Another Massive Ransomware Attack Spreads Around the World

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Petya

The Petya ransomware in actionDS-Tech/YouTube

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A month after the WannaCry ransomware hobbled hundreds of thousands of computers around the world, another major ransomware attack is making its way across Europe, Russia, the United States, and elsewhere—locking the victims’ computers and demanding ransom payments.

“We are talking about a cyberattack,” Anders Rosendahl, a spokesman for A.P. Moller-Maersk, a massive Danish shipping company, told the Associated Press after the firm was hit by the malicious software. “It has affected all branches of our business, at home and abroad.” 

According to cybersecurity firm Symantec, the attack makes use of the “EternalBlue” exploit developed by the National Security Agency called to take advantage of a flaw in the Microsoft Windows operating system. (Microsoft recently released a patch intended to address this flaw.) That exploit made its way into the wild after a group calling itself The Shadow Brokers dumped what it said was a suite of NSA hacking tools on the internet in April. The Shadow Brokers first came on the scene in August 2016 when they claimed to have hacked a server containing a host of tools used by the Equation Group, a hacking group thought to be associated with the NSA.

Initial reports dubbed the attack “Petya,” a version of previously detected malware, but information security firm Kaspersky Lab said Tuesday’s attack was something “that has not been seen before,” according to Patrick O’Neill of Cyberscoop.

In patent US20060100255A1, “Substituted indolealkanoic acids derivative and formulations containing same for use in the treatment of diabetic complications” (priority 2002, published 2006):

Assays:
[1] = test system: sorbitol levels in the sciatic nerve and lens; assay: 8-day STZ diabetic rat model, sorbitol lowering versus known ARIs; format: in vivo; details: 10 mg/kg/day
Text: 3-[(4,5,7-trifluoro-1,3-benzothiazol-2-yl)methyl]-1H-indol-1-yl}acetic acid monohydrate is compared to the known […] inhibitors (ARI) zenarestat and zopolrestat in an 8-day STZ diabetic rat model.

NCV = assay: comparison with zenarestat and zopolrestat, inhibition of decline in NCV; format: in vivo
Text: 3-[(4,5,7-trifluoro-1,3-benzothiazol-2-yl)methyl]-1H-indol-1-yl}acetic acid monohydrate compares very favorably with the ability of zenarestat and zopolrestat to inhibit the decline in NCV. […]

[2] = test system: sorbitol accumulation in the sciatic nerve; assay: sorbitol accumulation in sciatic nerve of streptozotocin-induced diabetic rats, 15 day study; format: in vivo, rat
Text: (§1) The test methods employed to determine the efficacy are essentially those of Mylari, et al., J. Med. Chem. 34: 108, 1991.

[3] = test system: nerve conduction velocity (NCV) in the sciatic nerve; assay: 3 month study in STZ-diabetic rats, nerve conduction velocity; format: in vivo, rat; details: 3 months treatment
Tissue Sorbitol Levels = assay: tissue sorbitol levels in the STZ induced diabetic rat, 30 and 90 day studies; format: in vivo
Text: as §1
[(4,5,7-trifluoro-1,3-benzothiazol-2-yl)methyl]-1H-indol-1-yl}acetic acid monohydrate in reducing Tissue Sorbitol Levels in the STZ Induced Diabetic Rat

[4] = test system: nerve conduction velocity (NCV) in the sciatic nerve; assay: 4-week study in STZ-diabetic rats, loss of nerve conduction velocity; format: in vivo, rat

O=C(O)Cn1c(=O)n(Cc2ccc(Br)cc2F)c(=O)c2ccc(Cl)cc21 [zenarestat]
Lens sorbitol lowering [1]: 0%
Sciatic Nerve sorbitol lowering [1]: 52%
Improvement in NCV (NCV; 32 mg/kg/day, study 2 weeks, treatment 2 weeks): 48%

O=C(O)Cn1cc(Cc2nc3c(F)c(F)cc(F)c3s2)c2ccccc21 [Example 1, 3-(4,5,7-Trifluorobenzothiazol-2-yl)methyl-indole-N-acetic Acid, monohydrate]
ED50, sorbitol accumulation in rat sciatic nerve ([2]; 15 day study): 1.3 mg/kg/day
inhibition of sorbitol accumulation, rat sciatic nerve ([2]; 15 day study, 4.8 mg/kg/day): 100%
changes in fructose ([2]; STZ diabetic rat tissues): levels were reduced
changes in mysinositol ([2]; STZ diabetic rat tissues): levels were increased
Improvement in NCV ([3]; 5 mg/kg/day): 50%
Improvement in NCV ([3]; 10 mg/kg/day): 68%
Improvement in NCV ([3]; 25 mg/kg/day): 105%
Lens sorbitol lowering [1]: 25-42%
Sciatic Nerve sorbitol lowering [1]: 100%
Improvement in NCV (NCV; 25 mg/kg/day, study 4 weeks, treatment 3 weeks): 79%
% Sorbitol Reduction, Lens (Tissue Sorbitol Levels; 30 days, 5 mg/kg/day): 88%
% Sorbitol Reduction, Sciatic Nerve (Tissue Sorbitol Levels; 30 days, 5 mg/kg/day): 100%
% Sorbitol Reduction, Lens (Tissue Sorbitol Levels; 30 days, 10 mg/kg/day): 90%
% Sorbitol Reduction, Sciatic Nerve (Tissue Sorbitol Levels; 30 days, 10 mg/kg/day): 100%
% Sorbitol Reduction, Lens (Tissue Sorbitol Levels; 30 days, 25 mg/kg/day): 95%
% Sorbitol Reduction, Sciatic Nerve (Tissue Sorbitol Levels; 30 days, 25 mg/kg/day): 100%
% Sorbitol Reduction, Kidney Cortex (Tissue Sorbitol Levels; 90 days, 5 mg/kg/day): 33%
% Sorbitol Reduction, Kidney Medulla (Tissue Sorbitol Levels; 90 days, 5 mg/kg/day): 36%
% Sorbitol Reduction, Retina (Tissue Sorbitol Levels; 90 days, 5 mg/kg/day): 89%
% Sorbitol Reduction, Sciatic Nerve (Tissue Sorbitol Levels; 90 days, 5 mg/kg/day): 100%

Whoever was behind Tuesday’s wave of ransomware apparently demanded $300 worth of Bitcoin to unlock the affected computers. “If you see this text, then your files are no longer accessible because they have been encrypted,” the attackers wrote in a message posted on a victim’s computer screens. “Perhaps you are busy looking for a way to recover your files, but don’t waste your time. Nobody can recover your files without our decryption service.”

As of about 2 p.m. ET Tuesday, 24 payments had been made to the address listed by the hackers, totaling about $6,000.

Merck, a US-based pharmaceutical company, said Tuesday that its computer network was also damaged “as part of the global hack” and that the company was investigating the matter. DLA Piper, a US-based global law firm, had its phones and computers affected by the bug. The Chernobyl nuclear power plant also reportedly switched to manual radiation monitoring because of the attack. Rosneft, a massive Russian energy company, said it had been impacted, as well.

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Which is also a pretty great way to describe Mother Jones' mission: People coming together around the truth to hold power accountable.

And right now, we need to raise about $400,000 from our online readers over the next two months to hit our annual goal and make good on that mission. Read more about the information war we find ourselves in and how people-powered, independent reporting can and must rise to the challenge—and please support our team's truth-telling journalism with a donation if you can right now.

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